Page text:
Alexa Skill development and testing with Java

Alexa Skill development and testing with Java

As the mayority of the Alexa Skill developer tutorials are focusing on Node or Python, I would like to highlight the Java way and point out some things that I missed in the official trainings and some things that I would personally have solved differently.

For demonstration purposes, I wrote a simple fun application which finds crew members on the enterprise spaceship. A user could ask Alexa questions like “Where is captain Picard” or “Ask Enterprise where Captain Picard is” - so this application makes perfectly no sense, but it demonstrates everything a developer has to know to implement own basic skills.

The Speechlet interface

Providing an Alexa-enabled applikation requires the developer to provide an implementation to the Speechlet interface, which is:

public interface Speechlet {
    public void onSessionStarted(SessionStartedRequest ssr, Session sn) throws SpeechletException;
    public SpeechletResponse onLaunch(LaunchRequest lr, Session sn) throws SpeechletException;
    public SpeechletResponse onIntent(IntentRequest ir, Session sn) throws SpeechletException;
    public void onSessionEnded(SessionEndedRequest ser, Session sn) throws SpeechletException;
}

The functions are quite straightforward - the session related functions handle init and cleanup work for the task of instanciating or terminating a session, which in the Alexa domian the the lifetime of a coversation with the user. OnIntent gets invoked on any voice interaction which the Alexa backend is able to map to an intent based on the predefined utterances schema.

Lets take our nonsense Enterprise crew resolver:

**
 * Handler for Alexa Events on Enterprise Demo Skill
 *
 * @author drs
 */
public class EnterpriseSpeechlet implements Speechlet {

    @Autowired
    private final ICrewPositionResolver crewPositionResolver;

    public EnterpriseSpeechlet() {        
    }

    @Override
    public void onSessionStarted(SessionStartedRequest ssr, Session sn) throws SpeechletException {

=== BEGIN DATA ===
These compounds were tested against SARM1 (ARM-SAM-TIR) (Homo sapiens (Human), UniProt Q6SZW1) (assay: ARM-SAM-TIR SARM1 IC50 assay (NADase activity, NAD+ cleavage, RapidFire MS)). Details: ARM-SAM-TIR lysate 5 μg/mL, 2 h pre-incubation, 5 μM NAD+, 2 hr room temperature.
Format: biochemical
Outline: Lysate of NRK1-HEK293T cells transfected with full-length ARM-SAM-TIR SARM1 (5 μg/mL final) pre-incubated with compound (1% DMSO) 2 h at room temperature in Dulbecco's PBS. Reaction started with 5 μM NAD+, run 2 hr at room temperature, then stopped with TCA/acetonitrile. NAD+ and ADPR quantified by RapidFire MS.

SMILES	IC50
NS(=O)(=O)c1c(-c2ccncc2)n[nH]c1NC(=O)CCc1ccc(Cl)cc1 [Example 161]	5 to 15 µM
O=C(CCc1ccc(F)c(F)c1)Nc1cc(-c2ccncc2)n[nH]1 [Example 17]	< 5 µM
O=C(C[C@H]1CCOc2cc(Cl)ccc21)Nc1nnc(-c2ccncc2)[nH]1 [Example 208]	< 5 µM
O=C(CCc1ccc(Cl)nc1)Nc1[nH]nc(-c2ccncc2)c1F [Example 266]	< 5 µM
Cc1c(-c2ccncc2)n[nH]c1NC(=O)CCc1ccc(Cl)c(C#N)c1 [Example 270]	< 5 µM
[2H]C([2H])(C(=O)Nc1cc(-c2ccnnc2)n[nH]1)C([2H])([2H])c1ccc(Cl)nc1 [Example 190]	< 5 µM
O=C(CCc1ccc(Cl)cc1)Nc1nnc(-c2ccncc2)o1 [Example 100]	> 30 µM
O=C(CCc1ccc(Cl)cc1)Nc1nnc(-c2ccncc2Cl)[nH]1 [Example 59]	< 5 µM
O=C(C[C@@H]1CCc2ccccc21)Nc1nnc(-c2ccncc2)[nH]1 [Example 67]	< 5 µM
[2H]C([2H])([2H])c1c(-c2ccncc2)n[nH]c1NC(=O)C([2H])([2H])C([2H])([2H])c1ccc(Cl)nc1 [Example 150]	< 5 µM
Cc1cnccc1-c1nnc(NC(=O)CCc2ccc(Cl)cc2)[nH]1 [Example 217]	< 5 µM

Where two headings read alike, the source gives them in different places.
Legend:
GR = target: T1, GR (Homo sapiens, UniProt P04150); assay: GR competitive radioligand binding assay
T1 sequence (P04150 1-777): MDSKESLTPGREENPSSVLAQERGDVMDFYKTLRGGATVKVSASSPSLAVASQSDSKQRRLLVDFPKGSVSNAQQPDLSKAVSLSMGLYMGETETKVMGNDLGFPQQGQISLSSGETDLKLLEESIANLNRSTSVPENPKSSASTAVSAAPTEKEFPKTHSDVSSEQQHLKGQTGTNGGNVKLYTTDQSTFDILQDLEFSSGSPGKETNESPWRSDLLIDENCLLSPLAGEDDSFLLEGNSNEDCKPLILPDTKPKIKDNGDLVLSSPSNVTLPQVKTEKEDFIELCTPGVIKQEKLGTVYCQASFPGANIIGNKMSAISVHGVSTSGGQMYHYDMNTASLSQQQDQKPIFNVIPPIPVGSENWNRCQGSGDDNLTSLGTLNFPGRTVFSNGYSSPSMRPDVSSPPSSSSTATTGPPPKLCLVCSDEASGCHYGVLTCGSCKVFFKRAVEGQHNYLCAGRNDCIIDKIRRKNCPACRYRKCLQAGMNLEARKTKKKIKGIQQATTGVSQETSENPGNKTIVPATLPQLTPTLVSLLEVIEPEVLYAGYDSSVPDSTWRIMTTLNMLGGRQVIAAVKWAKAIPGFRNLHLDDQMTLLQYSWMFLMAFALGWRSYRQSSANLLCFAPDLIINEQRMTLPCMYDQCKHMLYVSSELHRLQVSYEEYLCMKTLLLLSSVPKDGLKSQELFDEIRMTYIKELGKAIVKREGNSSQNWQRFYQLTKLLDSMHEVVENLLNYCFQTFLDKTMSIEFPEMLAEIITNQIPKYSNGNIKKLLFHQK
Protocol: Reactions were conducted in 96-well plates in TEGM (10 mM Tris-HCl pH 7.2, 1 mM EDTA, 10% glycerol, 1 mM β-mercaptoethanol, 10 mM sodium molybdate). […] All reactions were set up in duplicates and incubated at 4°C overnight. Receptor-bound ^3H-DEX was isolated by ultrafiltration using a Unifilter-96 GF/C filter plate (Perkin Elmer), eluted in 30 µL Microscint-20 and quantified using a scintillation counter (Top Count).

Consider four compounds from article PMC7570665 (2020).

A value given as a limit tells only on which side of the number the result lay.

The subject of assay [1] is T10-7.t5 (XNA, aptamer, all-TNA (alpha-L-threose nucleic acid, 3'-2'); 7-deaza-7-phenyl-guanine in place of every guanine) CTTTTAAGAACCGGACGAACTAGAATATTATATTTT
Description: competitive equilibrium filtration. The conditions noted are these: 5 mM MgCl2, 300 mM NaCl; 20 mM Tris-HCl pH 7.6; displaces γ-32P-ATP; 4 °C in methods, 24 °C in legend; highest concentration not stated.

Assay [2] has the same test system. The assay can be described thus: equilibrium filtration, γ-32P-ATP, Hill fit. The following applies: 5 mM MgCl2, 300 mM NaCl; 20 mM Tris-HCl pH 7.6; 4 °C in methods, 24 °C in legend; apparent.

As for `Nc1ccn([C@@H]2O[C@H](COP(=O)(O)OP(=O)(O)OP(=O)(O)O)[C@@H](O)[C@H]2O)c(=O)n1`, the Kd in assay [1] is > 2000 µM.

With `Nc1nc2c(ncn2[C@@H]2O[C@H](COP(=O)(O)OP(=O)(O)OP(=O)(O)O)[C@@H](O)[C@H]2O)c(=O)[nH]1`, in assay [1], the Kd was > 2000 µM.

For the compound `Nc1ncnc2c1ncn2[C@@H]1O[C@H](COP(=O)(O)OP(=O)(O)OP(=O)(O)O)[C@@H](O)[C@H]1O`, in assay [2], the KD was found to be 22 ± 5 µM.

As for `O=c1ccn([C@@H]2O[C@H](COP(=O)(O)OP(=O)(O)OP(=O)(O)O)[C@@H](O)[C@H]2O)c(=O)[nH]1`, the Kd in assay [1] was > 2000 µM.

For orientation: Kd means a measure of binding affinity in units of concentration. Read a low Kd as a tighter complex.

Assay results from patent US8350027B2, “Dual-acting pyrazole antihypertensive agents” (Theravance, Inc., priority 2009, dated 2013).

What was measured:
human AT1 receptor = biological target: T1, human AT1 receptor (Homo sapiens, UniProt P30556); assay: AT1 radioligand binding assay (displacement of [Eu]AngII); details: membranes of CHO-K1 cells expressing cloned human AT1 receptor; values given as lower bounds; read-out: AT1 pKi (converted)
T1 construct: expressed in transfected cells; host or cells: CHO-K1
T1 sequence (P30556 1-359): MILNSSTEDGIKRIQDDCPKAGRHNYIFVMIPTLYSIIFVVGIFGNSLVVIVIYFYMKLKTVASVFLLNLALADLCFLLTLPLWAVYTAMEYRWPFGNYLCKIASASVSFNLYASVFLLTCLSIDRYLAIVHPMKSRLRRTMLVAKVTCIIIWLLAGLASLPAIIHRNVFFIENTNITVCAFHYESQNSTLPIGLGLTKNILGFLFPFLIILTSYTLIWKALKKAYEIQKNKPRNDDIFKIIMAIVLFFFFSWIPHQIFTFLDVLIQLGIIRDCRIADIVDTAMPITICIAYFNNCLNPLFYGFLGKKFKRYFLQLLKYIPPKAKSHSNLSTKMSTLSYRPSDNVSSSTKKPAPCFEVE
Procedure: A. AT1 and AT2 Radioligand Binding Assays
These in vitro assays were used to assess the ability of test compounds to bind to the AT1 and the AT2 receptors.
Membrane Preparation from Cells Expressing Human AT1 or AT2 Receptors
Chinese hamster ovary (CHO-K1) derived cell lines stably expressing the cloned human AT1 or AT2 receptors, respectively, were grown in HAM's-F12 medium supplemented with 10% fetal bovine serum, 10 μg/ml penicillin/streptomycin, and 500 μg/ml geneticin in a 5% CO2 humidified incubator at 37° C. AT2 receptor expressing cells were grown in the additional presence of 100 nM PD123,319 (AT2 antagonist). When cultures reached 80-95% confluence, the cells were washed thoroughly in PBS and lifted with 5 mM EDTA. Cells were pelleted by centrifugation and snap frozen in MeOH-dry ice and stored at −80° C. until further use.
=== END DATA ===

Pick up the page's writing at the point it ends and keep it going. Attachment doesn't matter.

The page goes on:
}

    @Override
    public SpeechletResponse onLaunch(LaunchRequest lr, Session sn) throws SpeechletException {
        String welcomeMessage = "<speak>Welches Crewmitglied suchst Du?</speak>";
        String welcomeReprompt = "<speak>Suchst Du wirklich niemanden?</speak>";

        // Create the ssml text output.        
        SsmlOutputSpeech speech = new SsmlOutputSpeech();
        speech.setSsml(welcomeMessage);

        // Create reprompt
        SsmlOutputSpeech repromptSpeech = new SsmlOutputSpeech();
        repromptSpeech.setSsml(welcomeReprompt);
        Reprompt reprompt = new Reprompt();
        reprompt.setOutputSpeech(repromptSpeech);

        return SpeechletResponse.newAskResponse(speech, reprompt);
    }

    @Override
    public SpeechletResponse onIntent(IntentRequest request, Session sn) throws SpeechletException {
        SpeechletResponse result = null;
        Intent intent = request.getIntent();
        String intentName = (intent != null) ? intent.getName() : null;

        switch (intentName) {
            case "WhereIsIntent":
                result = getLocationStatement(intent);
        }

        return result;
    }

    @Override
    public void onSessionEnded(SessionEndedRequest ser, Session sn) throws SpeechletException {

    }

    private SpeechletResponse getLocationStatement(Intent intent) {
        String crewMemberName = Objects.requireNonNull(